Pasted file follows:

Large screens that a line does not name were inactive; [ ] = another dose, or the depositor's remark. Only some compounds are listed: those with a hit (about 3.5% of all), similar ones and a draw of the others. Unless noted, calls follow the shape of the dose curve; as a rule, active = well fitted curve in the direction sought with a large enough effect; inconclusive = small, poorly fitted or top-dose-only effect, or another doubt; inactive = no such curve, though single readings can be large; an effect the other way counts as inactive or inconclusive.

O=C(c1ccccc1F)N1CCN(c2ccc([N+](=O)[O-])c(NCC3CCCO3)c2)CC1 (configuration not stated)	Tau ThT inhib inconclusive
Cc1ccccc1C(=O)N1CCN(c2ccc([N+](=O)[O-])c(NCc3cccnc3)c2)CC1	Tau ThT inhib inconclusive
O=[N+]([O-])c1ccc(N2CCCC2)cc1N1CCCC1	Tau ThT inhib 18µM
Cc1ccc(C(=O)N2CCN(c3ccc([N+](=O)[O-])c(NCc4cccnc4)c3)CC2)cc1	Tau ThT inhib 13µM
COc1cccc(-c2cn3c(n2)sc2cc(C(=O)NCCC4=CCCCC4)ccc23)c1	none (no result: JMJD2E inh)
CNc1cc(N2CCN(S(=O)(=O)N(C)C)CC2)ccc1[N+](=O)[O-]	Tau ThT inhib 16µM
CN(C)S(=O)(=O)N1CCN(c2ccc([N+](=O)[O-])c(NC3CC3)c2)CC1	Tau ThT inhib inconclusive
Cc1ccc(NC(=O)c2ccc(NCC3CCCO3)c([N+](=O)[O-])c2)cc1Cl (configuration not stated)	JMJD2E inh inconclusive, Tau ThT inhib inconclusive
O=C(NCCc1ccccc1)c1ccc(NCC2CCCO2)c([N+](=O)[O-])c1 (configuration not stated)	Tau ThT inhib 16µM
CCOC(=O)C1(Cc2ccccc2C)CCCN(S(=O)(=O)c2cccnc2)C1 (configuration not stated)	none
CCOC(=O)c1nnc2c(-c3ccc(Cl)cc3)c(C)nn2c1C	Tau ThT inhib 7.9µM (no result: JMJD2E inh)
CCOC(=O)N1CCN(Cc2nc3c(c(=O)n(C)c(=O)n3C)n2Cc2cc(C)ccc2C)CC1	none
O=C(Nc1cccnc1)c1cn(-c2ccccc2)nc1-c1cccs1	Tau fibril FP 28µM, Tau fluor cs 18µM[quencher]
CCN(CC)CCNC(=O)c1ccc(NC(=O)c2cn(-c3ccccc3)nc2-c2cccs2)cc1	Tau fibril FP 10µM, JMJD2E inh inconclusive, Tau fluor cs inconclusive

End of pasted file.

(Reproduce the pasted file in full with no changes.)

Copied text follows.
Large screens that a line does not name were inactive; [ ] = another dose, or the depositor's remark. Only some compounds are listed: those with a hit (about 3.5% of all), similar ones and a draw of the others. Unless noted, calls follow the shape of the dose curve; as a rule, active = well fitted curve in the direction sought with a large enough effect; inconclusive = small, poorly fitted or top-dose-only effect, or another doubt; inactive = no such curve, though single readings can be large; an effect the other way counts as inactive or inconclusive.

O=C(c1ccccc1F)N1CCN(c2ccc([N+](=O)[O-])c(NCC3CCCO3)c2)CC1 (configuration not stated)	Tau ThT inhib inconclusive
Cc1ccccc1C(=O)N1CCN(c2ccc([N+](=O)[O-])c(NCc3cccnc3)c2)CC1	Tau ThT inhib inconclusive
O=[N+]([O-])c1ccc(N2CCCC2)cc1N1CCCC1	Tau ThT inhib 18µM
Cc1ccc(C(=O)N2CCN(c3ccc([N+](=O)[O-])c(NCc4cccnc4)c3)CC2)cc1	Tau ThT inhib 13µM
COc1cccc(-c2cn3c(n2)sc2cc(C(=O)NCCC4=CCCCC4)ccc23)c1	none (no result: JMJD2E inh)
CNc1cc(N2CCN(S(=O)(=O)N(C)C)CC2)ccc1[N+](=O)[O-]	Tau ThT inhib 16µM
CN(C)S(=O)(=O)N1CCN(c2ccc([N+](=O)[O-])c(NC3CC3)c2)CC1	Tau ThT inhib inconclusive
Cc1ccc(NC(=O)c2ccc(NCC3CCCO3)c([N+](=O)[O-])c2)cc1Cl (configuration not stated)	JMJD2E inh inconclusive, Tau ThT inhib inconclusive
O=C(NCCc1ccccc1)c1ccc(NCC2CCCO2)c([N+](=O)[O-])c1 (configuration not stated)	Tau ThT inhib 16µM
CCOC(=O)C1(Cc2ccccc2C)CCCN(S(=O)(=O)c2cccnc2)C1 (configuration not stated)	none
CCOC(=O)c1nnc2c(-c3ccc(Cl)cc3)c(C)nn2c1C	Tau ThT inhib 7.9µM (no result: JMJD2E inh)
CCOC(=O)N1CCN(Cc2nc3c(c(=O)n(C)c(=O)n3C)n2Cc2cc(C)ccc2C)CC1	none
O=C(Nc1cccnc1)c1cn(-c2ccccc2)nc1-c1cccs1	Tau fibril FP 28µM, Tau fluor cs 18µM[quencher]
CCN(CC)CCNC(=O)c1ccc(NC(=O)c2cn(-c3ccccc3)nc2-c2cccs2)cc1	Tau fibril FP 10µM, JMJD2E inh inconclusive, Tau fluor cs inconclusive